"I named him Abraham after the great patriarch of the Bible who had longed for a son for so long until God blessed him and made him a father of many nations," she said. "I also named him Joy because somehow he eased the terrible pain within me."

Abraham Joy is now 24 and a third year business student in Sibalom town in Antique. Mother and son live in a small hut at the corner of a beach resort owned by one of Ferrer's nephews.

Although her second son is a source of happiness, still Ferrer longs for the company of her first "baby."

Ferrer said she cried in disbelief when she read a letter from the Bureau of Naval Personnel in Washington DC telling her that her son was in prison and "has no desire to see, hear or write his biological mother."

The letter was in response to a query Ferrer made in July 1997, asking US navy authorities if her son was in the naval service. How she got to send the inquiry is a story in itself.

Sometime in 1992, as US troops were pulling out of Clark Field, an American serviceman came to Iloilo looking for Ferrer. The man said he was helping his colleague look for his mother. His colleague's name was Louis Wayne Gill.

Ferrer learned about the American only a year later. When she looked for him, the serviceman was already gone.

"So near and yet so far," she sighed.

Ferrer then wrote the US Navy and asked about her son. But according to Navy officials, no Louis Wayne Gill ever entered the service.

The officials, however, said they had located Herbert Waine Gill, Ferrer's former husband, and that he had told them that he had divorced her for "adultery and voluntary abandonment" in 1967.

The US Navy's inconstant reply to her queries only sharpened Ferrer's feeling of loss. Now 62, she is a widow and lives through the meager pension of her late husband and the earnings of a small sari-sari (variety) store.

She says she is looking for her son not to ask for anything. "I am not interested in money or anything. I just want to see him again before I die," she said. "I am not losing hope."

Tuesday, March 10, 2009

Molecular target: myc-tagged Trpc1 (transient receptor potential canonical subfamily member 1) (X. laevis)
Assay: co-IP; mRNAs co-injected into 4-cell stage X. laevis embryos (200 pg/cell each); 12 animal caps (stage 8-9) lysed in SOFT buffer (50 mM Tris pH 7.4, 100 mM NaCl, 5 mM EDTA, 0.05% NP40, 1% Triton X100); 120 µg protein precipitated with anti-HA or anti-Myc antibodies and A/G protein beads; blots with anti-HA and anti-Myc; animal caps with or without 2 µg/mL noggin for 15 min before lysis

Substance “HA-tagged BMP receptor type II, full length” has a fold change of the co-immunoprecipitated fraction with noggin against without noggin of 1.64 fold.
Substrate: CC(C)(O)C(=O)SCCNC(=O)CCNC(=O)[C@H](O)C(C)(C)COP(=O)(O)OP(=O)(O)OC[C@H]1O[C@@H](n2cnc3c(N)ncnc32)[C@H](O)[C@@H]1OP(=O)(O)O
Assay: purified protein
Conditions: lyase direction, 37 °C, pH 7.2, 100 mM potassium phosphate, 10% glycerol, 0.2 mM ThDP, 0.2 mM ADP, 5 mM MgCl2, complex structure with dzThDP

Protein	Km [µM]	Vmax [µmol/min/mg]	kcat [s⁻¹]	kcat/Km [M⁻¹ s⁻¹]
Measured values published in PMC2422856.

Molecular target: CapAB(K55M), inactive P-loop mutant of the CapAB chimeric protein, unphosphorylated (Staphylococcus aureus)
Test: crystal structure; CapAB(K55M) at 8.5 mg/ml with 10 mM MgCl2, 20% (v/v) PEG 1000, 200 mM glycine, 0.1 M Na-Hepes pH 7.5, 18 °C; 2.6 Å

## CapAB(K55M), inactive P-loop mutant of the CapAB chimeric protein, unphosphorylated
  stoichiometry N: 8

Ang Huling El Bimbo

I first heard their music in a humanities class at UP. One or two of them ( I don't remember anymore) happened to be in the same class as I was. The professor was the wife of their very first manager. The man played for the sole pleasure of the class a demonstration tape (CDs were largely unknown in those analog days) of what would soon be their first big hit --"Pare Ko". Back then, I was a promdi who didn't know a thing about urban popular culture and who couldn't care any less about a band of virtual unknowns called the Eraserheads.

"Ugh," I muttered to myself, "how vulgar could a song get!"

I now hazard to say members of that humanities class were most probably among the very first ones to hear the song just before it was released in the market. But it went on to conquer the Philippine music world by storm, heralding a new gilded age for Filipino youth bands and earning for the Eraserheads the monicker the Philippines' Fab Four.

And it didn't even matter to me that one of them also stayed (or squatted) in the same dormitory as I did, the venerable Narra Residence Hall. Some mornings, I'd run into him in the hallway as I headed for my wing's common showerstalls. Often, he'd have a girlfriend's tight embrace as he made his way to the canteen.

The Eraserheads was just one of the many bands that made Narra a venue for their jamming sessions. It was the height of Narra's infamous free-wheeling decadence (a contemporary act that also made a name in the local music scene was Yano, whose members also proudly called Narra their home sweet home).

At Narra, the Eraserheads existed happily with a professor named Bading Carlos, pre-final examination week X-rated expositions, open house celebrations that featured a raffle where the top prize was a night in the company of a prostitute, fraternity rumbles, pot sessions, drinking binges, among many other adolescent excesses.

Looking back, I couldn't believe I survived the Eraserheads and all that!